2:01 am
Tue July 17, 2012

With Funding Gone, Last Undersea Lab Could Surface

Researchers Sylvia Earle (left) and Mark Patterson are trying to raise funds to save the Aquarius Reef Base.
Greg Allen NPR

Originally published on Wed July 18, 2012 12:25 pm

While you're enjoying your coffee this morning, half a dozen scientists are already at work. They're not sitting at desks, however, but a few miles off the Florida Keys, 60 feet down on the ocean bottom.

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Around the Nation
7:33 am
Mon July 16, 2012

90 Year Old Celebrates Birthday On A Roller Coaster

Transcript

RENEE MONTAGNE, HOST:

Good morning. I'm Renée Montagne. Former President George H. W. Bush says when he turns 90 he'll celebrate by skydiving. Thrill seeking at 90 is becoming a trend. Thelma Gratch spent her 90th, presumably with arms raised, hurtling down a 230-foot high roller coaster at 80 miles an hour. She's had a season pass to an amusement park outside Cincinnati since 1979 so chances are she's spent other birthdays screaming her head off. It's MORNING EDITION. Transcript provided by NPR, Copyright NPR.

Around the Nation
7:15 am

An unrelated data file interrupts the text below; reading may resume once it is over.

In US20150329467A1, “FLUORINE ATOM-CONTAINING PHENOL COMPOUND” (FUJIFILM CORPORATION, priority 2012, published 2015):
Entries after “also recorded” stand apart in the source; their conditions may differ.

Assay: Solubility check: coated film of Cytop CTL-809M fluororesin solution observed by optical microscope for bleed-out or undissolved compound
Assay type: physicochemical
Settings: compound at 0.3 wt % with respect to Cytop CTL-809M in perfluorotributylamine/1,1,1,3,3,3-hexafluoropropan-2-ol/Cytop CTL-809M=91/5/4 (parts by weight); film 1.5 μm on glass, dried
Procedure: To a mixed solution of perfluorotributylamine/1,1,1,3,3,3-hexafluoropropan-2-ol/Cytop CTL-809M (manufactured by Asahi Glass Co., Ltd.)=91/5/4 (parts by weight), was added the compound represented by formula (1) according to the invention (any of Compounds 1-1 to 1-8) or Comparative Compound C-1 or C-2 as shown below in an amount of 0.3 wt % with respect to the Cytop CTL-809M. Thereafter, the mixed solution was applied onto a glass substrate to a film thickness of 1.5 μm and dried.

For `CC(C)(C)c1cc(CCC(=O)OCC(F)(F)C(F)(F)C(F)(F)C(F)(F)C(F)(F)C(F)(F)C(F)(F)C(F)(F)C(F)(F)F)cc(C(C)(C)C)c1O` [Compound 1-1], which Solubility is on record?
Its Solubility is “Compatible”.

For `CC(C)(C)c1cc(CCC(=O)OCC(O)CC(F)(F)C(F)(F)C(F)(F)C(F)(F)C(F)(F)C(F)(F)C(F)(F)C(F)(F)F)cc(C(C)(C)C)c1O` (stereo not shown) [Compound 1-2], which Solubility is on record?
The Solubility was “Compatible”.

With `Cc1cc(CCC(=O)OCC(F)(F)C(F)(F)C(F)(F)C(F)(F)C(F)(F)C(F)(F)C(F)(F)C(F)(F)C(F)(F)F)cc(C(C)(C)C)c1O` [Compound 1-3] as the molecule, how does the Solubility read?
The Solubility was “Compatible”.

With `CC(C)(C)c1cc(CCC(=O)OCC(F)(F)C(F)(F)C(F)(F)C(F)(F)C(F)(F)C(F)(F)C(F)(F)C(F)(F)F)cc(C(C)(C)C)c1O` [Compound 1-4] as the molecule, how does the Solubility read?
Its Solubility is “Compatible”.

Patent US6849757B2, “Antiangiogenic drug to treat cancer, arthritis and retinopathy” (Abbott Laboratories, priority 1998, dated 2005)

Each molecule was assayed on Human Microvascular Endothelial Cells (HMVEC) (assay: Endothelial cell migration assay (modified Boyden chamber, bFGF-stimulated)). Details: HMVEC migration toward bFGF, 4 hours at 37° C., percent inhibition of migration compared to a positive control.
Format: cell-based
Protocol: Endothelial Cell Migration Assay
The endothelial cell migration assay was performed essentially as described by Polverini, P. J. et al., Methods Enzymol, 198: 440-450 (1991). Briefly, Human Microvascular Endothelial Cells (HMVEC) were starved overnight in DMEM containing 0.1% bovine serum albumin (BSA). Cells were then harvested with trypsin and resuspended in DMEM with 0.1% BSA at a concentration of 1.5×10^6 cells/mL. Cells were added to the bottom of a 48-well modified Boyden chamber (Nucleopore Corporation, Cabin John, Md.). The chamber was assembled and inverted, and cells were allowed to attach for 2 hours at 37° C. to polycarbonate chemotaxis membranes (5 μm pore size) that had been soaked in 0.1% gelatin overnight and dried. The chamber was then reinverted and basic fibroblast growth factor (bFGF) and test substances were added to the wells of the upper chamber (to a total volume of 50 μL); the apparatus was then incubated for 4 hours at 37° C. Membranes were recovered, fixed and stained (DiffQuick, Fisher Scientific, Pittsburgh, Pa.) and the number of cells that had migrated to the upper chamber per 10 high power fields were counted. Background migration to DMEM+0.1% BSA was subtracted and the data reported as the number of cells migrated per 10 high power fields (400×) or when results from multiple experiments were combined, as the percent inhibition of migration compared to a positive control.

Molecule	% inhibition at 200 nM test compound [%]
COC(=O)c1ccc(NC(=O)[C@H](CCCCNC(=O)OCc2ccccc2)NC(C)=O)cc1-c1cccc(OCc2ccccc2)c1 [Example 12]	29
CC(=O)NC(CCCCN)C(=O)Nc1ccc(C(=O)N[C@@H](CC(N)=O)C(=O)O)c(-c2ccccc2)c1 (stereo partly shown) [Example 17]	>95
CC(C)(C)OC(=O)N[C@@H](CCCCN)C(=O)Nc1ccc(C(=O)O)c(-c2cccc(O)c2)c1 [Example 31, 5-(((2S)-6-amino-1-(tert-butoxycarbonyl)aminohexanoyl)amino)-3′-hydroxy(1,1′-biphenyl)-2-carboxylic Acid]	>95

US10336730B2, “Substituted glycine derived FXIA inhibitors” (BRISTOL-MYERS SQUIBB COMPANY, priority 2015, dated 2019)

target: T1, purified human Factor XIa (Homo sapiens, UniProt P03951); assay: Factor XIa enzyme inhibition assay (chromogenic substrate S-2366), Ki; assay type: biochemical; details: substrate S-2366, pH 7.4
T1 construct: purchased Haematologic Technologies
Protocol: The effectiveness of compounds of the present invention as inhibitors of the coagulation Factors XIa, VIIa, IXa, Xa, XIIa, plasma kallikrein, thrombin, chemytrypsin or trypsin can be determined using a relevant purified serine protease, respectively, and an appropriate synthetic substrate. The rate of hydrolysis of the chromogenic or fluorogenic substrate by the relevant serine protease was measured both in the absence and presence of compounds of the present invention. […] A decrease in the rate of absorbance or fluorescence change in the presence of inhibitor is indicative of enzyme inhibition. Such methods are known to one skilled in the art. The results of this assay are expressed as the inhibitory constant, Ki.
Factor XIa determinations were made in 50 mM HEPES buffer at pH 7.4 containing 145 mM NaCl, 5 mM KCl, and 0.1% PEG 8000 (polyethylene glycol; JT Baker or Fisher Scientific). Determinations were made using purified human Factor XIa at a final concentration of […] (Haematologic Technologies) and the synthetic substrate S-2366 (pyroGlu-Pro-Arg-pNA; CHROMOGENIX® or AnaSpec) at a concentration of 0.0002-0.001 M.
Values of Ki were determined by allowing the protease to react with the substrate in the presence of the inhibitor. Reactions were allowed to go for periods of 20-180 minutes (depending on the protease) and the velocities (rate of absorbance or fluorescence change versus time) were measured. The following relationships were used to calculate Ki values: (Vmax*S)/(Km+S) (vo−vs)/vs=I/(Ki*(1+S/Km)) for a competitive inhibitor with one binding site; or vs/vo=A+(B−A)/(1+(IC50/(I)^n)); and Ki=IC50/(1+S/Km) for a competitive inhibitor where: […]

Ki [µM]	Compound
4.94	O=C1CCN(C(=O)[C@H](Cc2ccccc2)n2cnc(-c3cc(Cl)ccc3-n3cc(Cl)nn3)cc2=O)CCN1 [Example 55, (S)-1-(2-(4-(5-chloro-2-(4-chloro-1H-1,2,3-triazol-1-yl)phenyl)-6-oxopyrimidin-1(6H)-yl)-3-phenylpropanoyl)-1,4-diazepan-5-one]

Mon July 16, 2012

'Chain Reaction' Statue In Need Of Repair

The late Paul Conrad's 1991 work "Chain Reaction" is a mass of black chain link shaped into a mushroom cloud. It's in Santa Monica, Calif., where people either love or hate it. Now the end of the world has been delayed long enough for the statue to decay.

Around the Nation
4:58 am
Mon July 16, 2012

Montana Extends Wolf Hunting Season

Originally published on Tue July 17, 2012 10:19 am

Transcript

STEVE INSKEEP, HOST:

Montana is making it easier to hunt wolves. The wolf population has been growing even though wolf hunting is already legal. So wildlife officials are doing away with the statewide kill limit. They are nearly doubling the length of the season and the state will also allow trapping, which many conservationists call inhumane. Here's Dan Boyce with Montana Public Radio.

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Election 2012